17. Seasonal variability of salinity and salt transport in the northern Indian Ocean

    Digital Repository Service at National Institute of Oceanography (India)

    D’Addezio, J.M.; Subrahmanyam, B.; Nyadjro, E.S.; Murty, V.S.N.

    , University of South Carolina, Columbia, SC 29208 2Department of Earth and Ocean Sciences, University of South Carolina, Columbia, SC 29208 3 Department of Physics, University of New Orleans, New Orleans, LA 70148 4Council of Scientific and Industrial... are underrepresented in the literature. The almost 3 year record provided by Aquarius gives us reason to reexamine this seasonally variable region with the aid of this new observational dataset as well as analyze how the satellite-derived SSS compares with the Argo...

  18. Large-scale temperature and salinity changes in the upper Canadian Basin of the Arctic Ocean at a time of a drastic Arctic Oscillation inversion

    Directory of Open Access Journals (Sweden)

    P. Bourgain

    2013-04-01

    Full Text Available Between 2008 and 2010, the Arctic Oscillation index over Arctic regions shifted from positive values corresponding to more cyclonic conditions prevailing during the 4th International Polar Year (IPY period (2007–2008 to extremely negative values corresponding to strong anticyclonic conditions in 2010. In this context, we investigated the recent large-scale evolution of the upper western Arctic Ocean, based on temperature and salinity summertime observations collected during icebreaker campaigns and from ice-tethered profilers (ITPs drifting across the region in 2008 and 2010. Particularly, we focused on (1 the freshwater content which was extensively studied during previous years, (2 the near-surface temperature maximum due to incoming solar radiation, and (3 the water masses advected from the Pacific Ocean into the Arctic Ocean. The observations revealed a freshwater content change in the Canadian Basin during this time period. South of 80° N, the freshwater content increased, while north of 80° N, less freshening occurred in 2010 compared to 2008. This was more likely due to the strong anticyclonicity characteristic of a low AO index mode that enhanced both a wind-generated Ekman pumping in the Beaufort Gyre and a possible diversion of the Siberian River runoff toward the Eurasian Basin at the same time. The near-surface temperature maximum due to incoming solar radiation was almost 1 °C colder in the southern Canada Basin (south of 75° N in 2010 compared to 2008, which contrasted with the positive trend observed during previous years. This was more likely due to higher summer sea ice concentration in 2010 compared to 2008 in that region, and surface albedo feedback reflecting more sun radiation back in space. The Pacific water (PaW was also subjected to strong spatial and temporal variability between 2008 and 2010. In the Canada Basin, both summer and winter PaW signatures were stronger between 75° N and 80° N. This was more likely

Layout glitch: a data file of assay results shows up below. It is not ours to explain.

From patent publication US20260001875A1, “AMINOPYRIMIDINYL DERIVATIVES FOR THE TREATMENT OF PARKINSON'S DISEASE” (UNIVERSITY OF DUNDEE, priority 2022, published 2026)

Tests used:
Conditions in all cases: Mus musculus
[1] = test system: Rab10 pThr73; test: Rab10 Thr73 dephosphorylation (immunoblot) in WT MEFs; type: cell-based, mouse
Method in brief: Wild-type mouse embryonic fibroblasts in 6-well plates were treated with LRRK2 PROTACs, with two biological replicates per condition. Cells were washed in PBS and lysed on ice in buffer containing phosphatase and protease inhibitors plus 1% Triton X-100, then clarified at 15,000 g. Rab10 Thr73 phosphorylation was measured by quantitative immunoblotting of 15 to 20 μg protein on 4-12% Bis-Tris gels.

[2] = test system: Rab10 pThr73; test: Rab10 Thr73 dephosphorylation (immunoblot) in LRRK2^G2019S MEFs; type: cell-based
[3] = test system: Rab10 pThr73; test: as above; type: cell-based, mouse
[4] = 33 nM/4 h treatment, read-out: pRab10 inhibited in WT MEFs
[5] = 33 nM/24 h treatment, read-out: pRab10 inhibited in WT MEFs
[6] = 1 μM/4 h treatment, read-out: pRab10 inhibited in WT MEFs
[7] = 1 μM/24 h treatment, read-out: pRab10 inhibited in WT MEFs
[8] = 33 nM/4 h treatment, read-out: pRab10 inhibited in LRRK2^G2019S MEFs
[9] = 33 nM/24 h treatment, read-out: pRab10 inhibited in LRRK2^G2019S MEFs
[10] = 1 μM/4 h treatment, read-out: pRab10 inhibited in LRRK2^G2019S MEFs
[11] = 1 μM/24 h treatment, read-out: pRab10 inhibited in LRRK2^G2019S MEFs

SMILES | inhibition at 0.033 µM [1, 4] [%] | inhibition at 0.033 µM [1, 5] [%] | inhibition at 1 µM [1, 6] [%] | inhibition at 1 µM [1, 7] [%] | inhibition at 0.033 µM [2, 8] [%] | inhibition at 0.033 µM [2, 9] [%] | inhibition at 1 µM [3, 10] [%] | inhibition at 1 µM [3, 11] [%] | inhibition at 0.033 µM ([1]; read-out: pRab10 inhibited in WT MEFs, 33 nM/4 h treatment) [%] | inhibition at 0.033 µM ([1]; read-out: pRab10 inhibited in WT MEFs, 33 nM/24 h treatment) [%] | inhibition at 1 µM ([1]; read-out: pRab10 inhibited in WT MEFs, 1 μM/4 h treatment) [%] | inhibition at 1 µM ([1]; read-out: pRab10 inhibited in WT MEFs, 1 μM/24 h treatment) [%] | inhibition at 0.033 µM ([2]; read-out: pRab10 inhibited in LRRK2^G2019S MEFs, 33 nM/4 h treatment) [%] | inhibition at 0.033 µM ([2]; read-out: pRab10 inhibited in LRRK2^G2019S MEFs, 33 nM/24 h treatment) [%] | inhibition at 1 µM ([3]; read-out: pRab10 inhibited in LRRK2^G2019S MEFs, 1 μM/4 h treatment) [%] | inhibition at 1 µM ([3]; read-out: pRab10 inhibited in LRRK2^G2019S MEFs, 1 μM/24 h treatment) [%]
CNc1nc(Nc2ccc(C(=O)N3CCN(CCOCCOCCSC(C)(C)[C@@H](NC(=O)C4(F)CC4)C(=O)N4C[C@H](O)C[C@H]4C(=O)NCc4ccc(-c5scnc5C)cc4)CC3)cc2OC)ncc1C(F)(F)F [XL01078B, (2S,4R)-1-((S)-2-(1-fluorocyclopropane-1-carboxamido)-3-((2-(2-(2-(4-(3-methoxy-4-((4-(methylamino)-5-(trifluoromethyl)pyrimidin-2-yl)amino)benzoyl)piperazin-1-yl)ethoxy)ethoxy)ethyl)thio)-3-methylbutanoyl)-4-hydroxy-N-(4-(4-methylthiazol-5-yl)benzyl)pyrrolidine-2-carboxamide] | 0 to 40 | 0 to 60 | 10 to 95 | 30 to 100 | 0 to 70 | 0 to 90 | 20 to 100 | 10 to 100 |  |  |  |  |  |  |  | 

19. Comparative study of salinity tolerance of an oceanic sea skater, Halobates micans and its closely related fresh water species, Metrocoris histrio